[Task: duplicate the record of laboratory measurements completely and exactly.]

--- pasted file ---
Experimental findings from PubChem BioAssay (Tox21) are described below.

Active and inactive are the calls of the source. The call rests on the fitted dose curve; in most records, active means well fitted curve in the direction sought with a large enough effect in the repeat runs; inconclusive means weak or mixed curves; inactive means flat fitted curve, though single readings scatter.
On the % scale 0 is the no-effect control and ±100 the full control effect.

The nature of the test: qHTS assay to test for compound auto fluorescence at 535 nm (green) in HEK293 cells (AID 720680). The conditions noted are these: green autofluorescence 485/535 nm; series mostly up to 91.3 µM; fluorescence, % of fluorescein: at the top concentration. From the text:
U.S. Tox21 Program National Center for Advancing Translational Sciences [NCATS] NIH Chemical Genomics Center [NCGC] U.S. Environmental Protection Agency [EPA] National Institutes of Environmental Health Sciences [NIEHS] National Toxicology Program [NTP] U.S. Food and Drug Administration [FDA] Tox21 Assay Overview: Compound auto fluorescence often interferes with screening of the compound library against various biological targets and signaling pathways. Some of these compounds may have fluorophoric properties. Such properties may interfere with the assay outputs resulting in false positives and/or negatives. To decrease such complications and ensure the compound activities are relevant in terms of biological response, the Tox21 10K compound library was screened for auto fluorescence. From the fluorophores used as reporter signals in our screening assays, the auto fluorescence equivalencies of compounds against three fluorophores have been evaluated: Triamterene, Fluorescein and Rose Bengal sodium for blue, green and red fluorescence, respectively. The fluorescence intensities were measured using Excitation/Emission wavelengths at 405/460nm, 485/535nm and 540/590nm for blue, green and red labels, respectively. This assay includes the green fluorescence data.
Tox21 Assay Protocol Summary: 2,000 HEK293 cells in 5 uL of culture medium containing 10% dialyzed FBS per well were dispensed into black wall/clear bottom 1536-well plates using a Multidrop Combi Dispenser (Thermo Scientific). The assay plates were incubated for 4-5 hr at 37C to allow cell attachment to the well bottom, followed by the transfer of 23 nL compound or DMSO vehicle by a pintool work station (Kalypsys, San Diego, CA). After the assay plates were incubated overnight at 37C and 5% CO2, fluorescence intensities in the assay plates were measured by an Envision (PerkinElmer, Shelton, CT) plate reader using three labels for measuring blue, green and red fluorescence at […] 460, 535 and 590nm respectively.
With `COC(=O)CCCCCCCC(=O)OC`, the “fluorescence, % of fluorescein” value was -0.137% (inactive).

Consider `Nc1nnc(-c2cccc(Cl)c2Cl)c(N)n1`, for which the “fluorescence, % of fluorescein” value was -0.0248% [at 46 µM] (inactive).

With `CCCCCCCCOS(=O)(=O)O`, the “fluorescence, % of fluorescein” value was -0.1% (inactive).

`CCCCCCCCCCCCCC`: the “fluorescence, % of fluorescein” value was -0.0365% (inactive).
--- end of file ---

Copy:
Experimental findings from PubChem BioAssay (Tox21) are described below.

Active and inactive are the calls of the source. The call rests on the fitted dose curve; in most records, active means well fitted curve in the direction sought with a large enough effect in the repeat runs; inconclusive means weak or mixed curves; inactive means flat fitted curve, though single readings scatter.
On the % scale 0 is the no-effect control and ±100 the full control effect.

The nature of the test: qHTS assay to test for compound auto fluorescence at 535 nm (green) in HEK293 cells (AID 720680). The conditions noted are these: green autofluorescence 485/535 nm; series mostly up to 91.3 µM; fluorescence, % of fluorescein: at the top concentration. From the text:
U.S. Tox21 Program National Center for Advancing Translational Sciences [NCATS] NIH Chemical Genomics Center [NCGC] U.S. Environmental Protection Agency [EPA] National Institutes of Environmental Health Sciences [NIEHS] National Toxicology Program [NTP] U.S. Food and Drug Administration [FDA] Tox21 Assay Overview: Compound auto fluorescence often interferes with screening of the compound library against various biological targets and signaling pathways. Some of these compounds may have fluorophoric properties. Such properties may interfere with the assay outputs resulting in false positives and/or negatives. To decrease such complications and ensure the compound activities are relevant in terms of biological response, the Tox21 10K compound library was screened for auto fluorescence. From the fluorophores used as reporter signals in our screening assays, the auto fluorescence equivalencies of compounds against three fluorophores have been evaluated: Triamterene, Fluorescein and Rose Bengal sodium for blue, green and red fluorescence, respectively. The fluorescence intensities were measured using Excitation/Emission wavelengths at 405/460nm, 485/535nm and 540/590nm for blue, green and red labels, respectively. This assay includes the green fluorescence data.
Tox21 Assay Protocol Summary: 2,000 HEK293 cells in 5 uL of culture medium containing 10% dialyzed FBS per well were dispensed into black wall/clear bottom 1536-well plates using a Multidrop Combi Dispenser (Thermo Scientific). The assay plates were incubated for 4-5 hr at 37C to allow cell attachment to the well bottom, followed by the transfer of 23 nL compound or DMSO vehicle by a pintool work station (Kalypsys, San Diego, CA). After the assay plates were incubated overnight at 37C and 5% CO2, fluorescence intensities in the assay plates were measured by an Envision (PerkinElmer, Shelton, CT) plate reader using three labels for measuring blue, green and red fluorescence at […] 460, 535 and 590nm respectively.
With `COC(=O)CCCCCCCC(=O)OC`, the “fluorescence, % of fluorescein” value was -0.137% (inactive).

Consider `Nc1nnc(-c2cccc(Cl)c2Cl)c(N)n1`, for which the “fluorescence, % of fluorescein” value was -0.0248% [at 46 µM] (inactive).

With `CCCCCCCCOS(=O)(=O)O`, the “fluorescence, % of fluorescein” value was -0.1% (inactive).

`CCCCCCCCCCCCCC`: the “fluorescence, % of fluorescein” value was -0.0365% (inactive).